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Personalized Holiday Horse Ornaments

Young Rider Horse Ornament

Would you like to add some horse ornaments to your Christmas tree this year? Does your gift list include your riding pals? If you answered “yes” to either of these questions, then you’ll enjoy this project.

Blank, unfinished wooden horses are inexpensive. They’re usually available at craft stores, but they can also be purchased online from woodcrafters. With a little bit of creativity, each one can be transformed to resemble a real-life, beloved horse.


  • 3 Blank, unfinished wooden horse
  • 3 Acrylic craft paint in horsey colors
  • 3 Permanent markers (black and silver)
  • 3 All-purpose glue
  • 3 Spool of ribbon (¼-inch wide)
  • 3 Alphabet beads
  • 3 High-gloss sealer
  • 3 Glitter, sequins, faux crystals, et cetera
  • 3 Scissors

Get Crafty!

1. Cover the entire horse with a base coat of white paint. Once it’s dry, use the black marker to outline any spots or markings to match the real-life horse. Carefully draw lines to separate the front and back legs and outline the hooves. Add the horse’s face, too.

Young Rider Horse Ornament

2. Choose the best place for the horse’s name and glue the alphabet beads in place. Next, decide which decorations complement this specific horse and set them aside.

Young Rider Horse Ornament

3. Paint the wooden horse to match its furry twin. Don’t be afraid to mix two colors together to get the right shade of chestnut or bay. If necessary, let this first coat of paint dry and then add another layer.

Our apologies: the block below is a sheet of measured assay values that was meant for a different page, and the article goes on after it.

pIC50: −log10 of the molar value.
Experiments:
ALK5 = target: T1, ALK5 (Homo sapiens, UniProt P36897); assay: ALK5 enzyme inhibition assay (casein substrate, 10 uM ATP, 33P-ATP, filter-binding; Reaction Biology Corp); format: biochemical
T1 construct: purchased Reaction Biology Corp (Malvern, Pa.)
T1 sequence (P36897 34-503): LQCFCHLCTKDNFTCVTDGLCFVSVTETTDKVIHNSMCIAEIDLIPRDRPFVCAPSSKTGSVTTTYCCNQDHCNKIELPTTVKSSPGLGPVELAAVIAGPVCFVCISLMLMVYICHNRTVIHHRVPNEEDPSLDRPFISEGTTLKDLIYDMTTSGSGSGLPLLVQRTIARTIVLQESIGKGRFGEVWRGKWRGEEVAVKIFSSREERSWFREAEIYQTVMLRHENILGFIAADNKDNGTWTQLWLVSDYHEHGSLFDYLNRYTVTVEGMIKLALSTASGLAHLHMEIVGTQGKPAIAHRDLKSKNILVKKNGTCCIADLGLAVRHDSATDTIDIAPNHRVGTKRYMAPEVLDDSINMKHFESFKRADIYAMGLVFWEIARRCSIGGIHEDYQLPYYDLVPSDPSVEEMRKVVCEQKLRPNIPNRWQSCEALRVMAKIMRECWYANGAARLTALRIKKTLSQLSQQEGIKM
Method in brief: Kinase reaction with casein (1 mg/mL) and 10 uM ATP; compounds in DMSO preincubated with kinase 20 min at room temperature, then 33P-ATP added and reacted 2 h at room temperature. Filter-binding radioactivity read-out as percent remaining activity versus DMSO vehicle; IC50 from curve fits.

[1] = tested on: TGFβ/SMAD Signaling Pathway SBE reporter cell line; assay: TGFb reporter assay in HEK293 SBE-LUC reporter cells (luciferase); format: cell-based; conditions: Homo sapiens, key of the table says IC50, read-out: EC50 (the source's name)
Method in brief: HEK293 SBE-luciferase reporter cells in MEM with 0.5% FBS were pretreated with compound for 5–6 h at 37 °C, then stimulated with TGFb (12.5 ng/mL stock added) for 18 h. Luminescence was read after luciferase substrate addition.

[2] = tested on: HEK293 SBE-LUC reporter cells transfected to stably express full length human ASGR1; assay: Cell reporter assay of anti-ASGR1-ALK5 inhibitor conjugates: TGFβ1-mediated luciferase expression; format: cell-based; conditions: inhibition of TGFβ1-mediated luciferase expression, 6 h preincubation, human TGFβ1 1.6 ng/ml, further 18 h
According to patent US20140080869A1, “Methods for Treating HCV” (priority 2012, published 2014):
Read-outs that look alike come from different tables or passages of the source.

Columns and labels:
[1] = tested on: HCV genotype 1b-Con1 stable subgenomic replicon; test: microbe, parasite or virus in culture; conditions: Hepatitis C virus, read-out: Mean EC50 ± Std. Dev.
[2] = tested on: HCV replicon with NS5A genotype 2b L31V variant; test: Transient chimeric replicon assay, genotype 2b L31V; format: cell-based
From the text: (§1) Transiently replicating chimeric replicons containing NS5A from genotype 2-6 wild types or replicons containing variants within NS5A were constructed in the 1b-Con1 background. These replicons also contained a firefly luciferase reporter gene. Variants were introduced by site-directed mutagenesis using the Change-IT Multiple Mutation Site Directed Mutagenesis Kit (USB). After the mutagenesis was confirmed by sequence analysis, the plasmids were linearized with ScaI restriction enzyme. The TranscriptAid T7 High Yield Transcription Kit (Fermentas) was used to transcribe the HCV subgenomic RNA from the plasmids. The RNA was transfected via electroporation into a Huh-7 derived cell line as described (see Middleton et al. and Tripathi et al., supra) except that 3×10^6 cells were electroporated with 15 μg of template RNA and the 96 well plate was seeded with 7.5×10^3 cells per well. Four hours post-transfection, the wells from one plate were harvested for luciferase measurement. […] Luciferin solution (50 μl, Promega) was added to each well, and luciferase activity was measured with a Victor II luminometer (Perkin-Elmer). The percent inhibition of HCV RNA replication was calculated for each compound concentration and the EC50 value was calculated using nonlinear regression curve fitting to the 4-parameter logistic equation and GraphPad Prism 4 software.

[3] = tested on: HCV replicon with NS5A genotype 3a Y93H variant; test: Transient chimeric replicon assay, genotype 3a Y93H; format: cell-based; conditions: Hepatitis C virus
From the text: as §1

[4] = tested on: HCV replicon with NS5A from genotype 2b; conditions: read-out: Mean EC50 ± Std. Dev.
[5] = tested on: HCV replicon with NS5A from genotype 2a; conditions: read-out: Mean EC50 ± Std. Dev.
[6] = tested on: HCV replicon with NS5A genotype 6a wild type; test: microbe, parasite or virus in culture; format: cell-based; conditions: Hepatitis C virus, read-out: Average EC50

4. When the body paint is dry, retrace the outlines of the horse’s body and face. Dab the tip of your silver marker in the center of the eye so the horse has a bright expression.

Young Rider Horse Ornament

5. It’s time to decorate! Have fun gluing on your embellishments. Add shine by spraying your finished horse with a light coat of glossy sealer. Some sealers include a hint of shimmer, which will make your horse look extra festive, but avoid glitter spray. It will cover up your hard work.

Young Rider Horse Ornament

6. Make a hanger by cutting a 3-inch piece of ribbon. Criss-cross the ends to form a small loop to hold a metal hanger. Open your stapler, hold it flat and staple the ribbon to the back of the horse. Cut one more piece of ribbon, about 6 inches long, and tie a bow onto the small loop.

Now the holiday version of a real-life horse is ready to be displayed. It’s sure to be a memorable treasure for years to come!

This article originally appeared in the November/December 2014 issue of Young Rider magazine. Click here to subscribe!

Cindy Hale

Cindy Hale’s life with horses has been filled with variety. As a child she rode western and learned to barrel race. Then she worked as a groom for a show barn, and was taught to harness and drive Welsh ponies. But once she’d taken her first lessons aboard American Saddlebreds she was hooked on English riding. Hunters and hunt seat equitation came next, and she spent decades competing in those divisions on the West Coast. Always seeking to improve her horsemanship, she rode in clinics conducted by world-class riders like George Morris, Kathy Kusner and Anne Kursinski. During that time, her family began raising Thoroughbred and warmblood sport horses, and Cindy experienced the thrills and challenges of training and showing the homebred greenies. Now retired from active competition, she’s a popular judge at local and county-rated open and hunter/jumper shows. She rides recreationally both English and western. Her Paint gelding, Wally, lives at home with her and her non-horsey husband, Ron.

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